Fri Aug 26, 2016 11:04 pm
This is not the first time a large vehicle has found itself wedged under the bridge in Hinckley Road
A lorry found itself stuck under a low bridge in Nuneaton this morning, reigniting pleas for the bridge to be removed.
This is not the first time a large vehicle has found itself wedged under the disused railway bridge in Hinckley Road and after the crash people are again calling for it to be pulled down.
Residents living close by reported hearing a bang as the lorry drove under the bridge at around 9am.
Coun Keith Kondakor, who represents the Weddington ward on both the borough and county councils, has been campaigning to have the bridge removed.
He said: “There was an incredible noise, It’s been a spectacularly dangerous bridge for ages, we have got the signs improved now but it will keep happening, we really need the bridge taken out, it’s an accident black spot and where it is it backs up the traffic.
“I have been asking the county council to get it taken out. It’s totally redundant. It can never be reopened. It’s a dangerous pinch point for cyclists, pedestrians and everyone.
“In the last two years there’s probably been four bridge strikes now. Everyone is really going to benefit if it wasn’t there, what’s the point of keeping it?”
The removal of the bridge was discussed at a county council full council meeting in March when Coun Peter Butlin, cabinet member for transport and planning, revealed it would cost £200,000 and was ‘not a priority at present.’
Coun Kondakor added: “I think it’s a case of trying to find someone with the money and the will to do it. We need to get one of the house builders to pay for removing the bridge as part of improving traffic.
Warwickshire Police was called to the scene and partially closed the road.
A recovery service was sent to remove the lorry and make it safe. The road was clear shortly after 10.55am.
Sat May 26, 2018 4:59 pm
Delays around Nuneaton as notorious bridge hit by lorry AGAIN
A lorry has hit a notorious disused bridge in Nuneaton again.
The lorry is completely wedged underneath the Hinckley Road bridge, joining many others who have made the same mistake.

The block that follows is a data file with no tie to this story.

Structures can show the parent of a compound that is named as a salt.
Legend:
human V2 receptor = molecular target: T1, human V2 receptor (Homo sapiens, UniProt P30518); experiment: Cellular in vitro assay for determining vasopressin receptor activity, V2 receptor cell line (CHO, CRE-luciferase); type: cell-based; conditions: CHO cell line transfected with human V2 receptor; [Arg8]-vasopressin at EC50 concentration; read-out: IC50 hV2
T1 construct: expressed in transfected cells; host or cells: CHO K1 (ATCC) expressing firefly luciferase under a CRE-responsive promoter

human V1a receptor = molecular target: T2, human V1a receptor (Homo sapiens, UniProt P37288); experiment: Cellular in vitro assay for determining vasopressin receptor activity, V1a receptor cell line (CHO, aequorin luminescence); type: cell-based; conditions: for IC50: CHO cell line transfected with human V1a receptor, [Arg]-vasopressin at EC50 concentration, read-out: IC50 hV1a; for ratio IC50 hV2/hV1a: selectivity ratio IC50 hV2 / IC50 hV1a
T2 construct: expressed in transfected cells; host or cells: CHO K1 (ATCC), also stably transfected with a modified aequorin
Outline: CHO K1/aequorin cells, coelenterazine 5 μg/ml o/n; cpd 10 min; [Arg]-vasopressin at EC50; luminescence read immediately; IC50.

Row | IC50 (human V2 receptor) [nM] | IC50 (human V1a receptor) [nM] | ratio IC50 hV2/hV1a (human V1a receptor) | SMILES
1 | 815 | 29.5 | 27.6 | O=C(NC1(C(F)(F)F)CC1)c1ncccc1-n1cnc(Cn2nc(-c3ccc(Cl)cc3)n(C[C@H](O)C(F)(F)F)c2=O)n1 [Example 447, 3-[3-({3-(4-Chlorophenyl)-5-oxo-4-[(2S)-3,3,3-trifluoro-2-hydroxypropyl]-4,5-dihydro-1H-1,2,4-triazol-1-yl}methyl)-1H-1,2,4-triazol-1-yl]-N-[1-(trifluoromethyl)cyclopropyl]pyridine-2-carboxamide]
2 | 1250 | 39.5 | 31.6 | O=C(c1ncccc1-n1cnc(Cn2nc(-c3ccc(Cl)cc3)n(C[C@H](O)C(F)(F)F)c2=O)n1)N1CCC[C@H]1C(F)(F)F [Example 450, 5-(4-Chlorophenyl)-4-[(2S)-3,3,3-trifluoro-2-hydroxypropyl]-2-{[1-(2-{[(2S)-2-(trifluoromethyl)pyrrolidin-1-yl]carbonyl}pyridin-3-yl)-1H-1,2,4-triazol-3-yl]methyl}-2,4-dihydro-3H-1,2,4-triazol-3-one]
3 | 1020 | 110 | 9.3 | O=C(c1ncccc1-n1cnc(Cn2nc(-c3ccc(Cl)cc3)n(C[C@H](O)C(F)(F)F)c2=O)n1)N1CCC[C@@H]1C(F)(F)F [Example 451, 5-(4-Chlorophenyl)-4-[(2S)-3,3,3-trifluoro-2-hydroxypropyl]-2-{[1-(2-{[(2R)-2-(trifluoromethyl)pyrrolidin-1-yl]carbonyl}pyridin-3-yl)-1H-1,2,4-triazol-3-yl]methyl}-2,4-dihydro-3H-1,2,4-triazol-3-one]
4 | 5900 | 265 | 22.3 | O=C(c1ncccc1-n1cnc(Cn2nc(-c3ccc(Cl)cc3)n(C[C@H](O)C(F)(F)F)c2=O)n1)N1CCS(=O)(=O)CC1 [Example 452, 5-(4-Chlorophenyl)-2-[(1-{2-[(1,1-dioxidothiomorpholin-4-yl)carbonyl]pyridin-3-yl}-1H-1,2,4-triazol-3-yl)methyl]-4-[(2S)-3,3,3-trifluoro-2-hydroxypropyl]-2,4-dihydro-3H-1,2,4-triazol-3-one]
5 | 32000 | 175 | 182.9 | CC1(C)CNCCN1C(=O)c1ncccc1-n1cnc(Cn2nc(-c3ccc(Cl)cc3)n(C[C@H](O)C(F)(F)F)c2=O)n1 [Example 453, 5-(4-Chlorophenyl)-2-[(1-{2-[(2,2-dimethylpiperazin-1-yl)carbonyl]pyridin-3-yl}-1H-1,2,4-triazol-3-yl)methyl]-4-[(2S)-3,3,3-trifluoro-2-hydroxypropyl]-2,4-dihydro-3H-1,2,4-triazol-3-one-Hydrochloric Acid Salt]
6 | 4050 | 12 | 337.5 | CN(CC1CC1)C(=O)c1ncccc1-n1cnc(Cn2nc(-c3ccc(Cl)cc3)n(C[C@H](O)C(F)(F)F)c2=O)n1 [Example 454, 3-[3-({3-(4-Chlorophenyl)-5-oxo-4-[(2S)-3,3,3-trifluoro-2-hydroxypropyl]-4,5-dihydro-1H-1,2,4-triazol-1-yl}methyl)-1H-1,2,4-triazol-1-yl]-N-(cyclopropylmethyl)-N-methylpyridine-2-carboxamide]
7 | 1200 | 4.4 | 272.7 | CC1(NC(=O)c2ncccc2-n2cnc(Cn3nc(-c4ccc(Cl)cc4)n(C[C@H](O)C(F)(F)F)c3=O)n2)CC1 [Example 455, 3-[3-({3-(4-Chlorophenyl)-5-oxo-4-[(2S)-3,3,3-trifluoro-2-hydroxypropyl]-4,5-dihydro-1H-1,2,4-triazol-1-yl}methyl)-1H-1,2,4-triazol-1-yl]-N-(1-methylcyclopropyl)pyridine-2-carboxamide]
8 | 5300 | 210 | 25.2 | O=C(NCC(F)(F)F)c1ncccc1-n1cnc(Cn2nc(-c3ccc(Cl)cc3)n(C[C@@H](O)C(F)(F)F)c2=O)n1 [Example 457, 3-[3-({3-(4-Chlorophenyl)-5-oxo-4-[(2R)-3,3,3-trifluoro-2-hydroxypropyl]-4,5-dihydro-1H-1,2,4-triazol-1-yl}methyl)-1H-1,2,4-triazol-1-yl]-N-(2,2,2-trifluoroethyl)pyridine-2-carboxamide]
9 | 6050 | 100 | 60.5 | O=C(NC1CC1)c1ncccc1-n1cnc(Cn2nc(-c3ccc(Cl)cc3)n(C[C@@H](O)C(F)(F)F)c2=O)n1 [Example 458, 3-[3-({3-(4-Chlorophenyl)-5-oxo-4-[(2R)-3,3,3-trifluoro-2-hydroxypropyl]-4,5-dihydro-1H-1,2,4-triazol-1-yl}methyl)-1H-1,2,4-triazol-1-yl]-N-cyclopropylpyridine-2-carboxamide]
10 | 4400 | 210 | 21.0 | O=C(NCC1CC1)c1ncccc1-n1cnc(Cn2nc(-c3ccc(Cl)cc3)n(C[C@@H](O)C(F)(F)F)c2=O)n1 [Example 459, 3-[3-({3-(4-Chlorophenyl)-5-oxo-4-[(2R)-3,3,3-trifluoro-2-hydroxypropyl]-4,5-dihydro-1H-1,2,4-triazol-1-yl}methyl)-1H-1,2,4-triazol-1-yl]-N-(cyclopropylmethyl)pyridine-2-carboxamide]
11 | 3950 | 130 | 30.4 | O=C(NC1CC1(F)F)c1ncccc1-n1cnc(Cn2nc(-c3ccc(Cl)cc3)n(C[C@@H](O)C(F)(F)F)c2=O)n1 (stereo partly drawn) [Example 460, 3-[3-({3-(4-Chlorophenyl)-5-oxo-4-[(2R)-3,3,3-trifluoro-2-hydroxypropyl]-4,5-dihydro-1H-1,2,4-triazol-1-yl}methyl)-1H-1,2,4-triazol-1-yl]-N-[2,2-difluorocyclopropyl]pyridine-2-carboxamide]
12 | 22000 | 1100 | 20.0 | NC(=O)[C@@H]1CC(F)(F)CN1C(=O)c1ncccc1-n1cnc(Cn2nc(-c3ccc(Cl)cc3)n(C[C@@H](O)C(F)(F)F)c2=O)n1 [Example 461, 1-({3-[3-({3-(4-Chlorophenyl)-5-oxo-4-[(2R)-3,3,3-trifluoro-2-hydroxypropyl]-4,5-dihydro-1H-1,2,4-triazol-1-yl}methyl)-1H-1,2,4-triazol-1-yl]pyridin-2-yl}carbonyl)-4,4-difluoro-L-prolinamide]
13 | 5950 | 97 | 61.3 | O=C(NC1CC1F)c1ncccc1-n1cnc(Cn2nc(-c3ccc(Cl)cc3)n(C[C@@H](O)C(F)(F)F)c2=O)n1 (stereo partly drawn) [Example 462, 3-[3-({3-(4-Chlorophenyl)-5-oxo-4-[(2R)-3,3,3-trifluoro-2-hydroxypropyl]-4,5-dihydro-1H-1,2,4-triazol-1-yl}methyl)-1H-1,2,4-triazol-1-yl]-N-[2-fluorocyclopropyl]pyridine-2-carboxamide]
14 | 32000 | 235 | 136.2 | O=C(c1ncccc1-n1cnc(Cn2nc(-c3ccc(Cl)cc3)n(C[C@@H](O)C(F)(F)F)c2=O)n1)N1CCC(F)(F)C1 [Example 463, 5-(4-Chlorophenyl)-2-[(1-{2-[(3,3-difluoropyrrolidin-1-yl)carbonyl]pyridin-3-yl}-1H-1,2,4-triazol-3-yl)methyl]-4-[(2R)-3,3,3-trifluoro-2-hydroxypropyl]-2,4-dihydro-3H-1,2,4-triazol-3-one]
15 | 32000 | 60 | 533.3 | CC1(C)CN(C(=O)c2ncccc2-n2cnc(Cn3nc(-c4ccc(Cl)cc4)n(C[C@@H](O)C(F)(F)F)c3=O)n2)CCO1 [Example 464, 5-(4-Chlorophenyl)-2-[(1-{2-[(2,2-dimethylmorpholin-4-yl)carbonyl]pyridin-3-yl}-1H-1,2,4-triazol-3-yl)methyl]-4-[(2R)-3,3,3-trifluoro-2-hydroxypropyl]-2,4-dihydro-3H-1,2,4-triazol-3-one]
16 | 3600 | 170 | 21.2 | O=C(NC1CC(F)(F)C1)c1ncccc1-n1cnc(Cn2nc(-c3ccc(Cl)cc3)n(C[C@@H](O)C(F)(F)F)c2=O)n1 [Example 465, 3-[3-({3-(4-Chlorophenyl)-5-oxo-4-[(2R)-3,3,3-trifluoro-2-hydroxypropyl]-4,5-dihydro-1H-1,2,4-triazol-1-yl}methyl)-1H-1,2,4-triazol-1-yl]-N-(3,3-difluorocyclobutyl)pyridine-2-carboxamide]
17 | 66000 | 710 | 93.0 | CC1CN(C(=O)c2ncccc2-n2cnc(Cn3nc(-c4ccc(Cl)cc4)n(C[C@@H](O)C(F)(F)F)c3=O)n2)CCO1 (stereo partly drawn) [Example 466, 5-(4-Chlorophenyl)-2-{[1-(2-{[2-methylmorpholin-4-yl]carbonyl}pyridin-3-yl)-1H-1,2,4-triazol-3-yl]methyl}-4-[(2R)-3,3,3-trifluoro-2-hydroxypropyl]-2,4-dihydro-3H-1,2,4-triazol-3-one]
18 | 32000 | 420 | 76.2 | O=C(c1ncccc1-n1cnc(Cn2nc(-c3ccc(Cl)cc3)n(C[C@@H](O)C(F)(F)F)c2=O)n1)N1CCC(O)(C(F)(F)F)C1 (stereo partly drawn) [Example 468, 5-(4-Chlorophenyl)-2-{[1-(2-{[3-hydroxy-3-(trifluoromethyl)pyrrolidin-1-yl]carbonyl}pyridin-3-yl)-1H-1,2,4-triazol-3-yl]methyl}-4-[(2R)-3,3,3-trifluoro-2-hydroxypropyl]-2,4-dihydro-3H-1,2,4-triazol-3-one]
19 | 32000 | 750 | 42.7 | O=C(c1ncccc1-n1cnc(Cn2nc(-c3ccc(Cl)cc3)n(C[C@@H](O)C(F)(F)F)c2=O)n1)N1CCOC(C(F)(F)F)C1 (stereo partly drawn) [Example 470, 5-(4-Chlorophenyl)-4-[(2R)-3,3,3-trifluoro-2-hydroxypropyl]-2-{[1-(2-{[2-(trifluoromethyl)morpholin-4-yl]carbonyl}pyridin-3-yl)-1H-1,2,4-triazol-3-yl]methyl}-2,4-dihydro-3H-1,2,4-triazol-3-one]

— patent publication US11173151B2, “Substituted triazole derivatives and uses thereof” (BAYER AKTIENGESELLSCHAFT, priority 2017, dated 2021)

The vehicle has ended up tilted on one side due to the collision.
Only one side of wheels is on the ground, with the others halfway up in the air.
The bridge is notorious for lorries getting stuck underneath and causing traffic chaos.
Today is no different.
Last October, the government announced that funding for a project to get rid of the disused railway bridge had been successful.
The Department for Transport will provide £2.84million for a traffic busting scheme on the A47 Hinckley Road, which includes demolishing the bridge.
Wed Oct 02, 2019 9:35 pm
Demolition of Nuneaton railway bridge delayed for third time
Council bosses have admitted plans to demolish a lorry-battered bridge in Nuneaton have been delayed for a third time.
In fact the works to pull down the former railway line bridge in Old Hinckley Road are not expected to take place until February next year.
This would be four months later than Warwickshire County Council had planned and the fourth new date set for when the bridge, which has been at the centre of traffic woes, will finally be removed.
Shire Hall bosses say that issues with tendering out the contract for the works are once again behind the set-back.
This was the same case when the works were due to start in August, then September and now in the October half-term.
But because a pledge has been made to carry out the demolition during the school holidays, to reduce disruption on the roads, and there is also a ban on any major roadworks over Christmas, the next available time is the school holidays in February 2020.
A Shire Hall spokesperson explained: "Unfortunately the tender process was far more complex than had been expected as there were literally no documents in existence relating to the bridge other than a single A4 piece of paper detailing safety inspections over the years.
"Before this work could go out to tender all the documentation needed to ensure a safe demolition had to be created from scratch, which is a laborious process.
"The good news is that the work is now out to tender with a deadline of 26 October and the award process is expected to be swift and completed by early November 2019.
"Unfortunately there is a blanket ban on works over the Christmas period in Nuneaton, which would be our first available opportunity, after awarding of the contract, to complete the works.
"In keeping with our commitment to minimise the disruption caused by the demolition, the next available dates after Christmas are the February 2020 half term."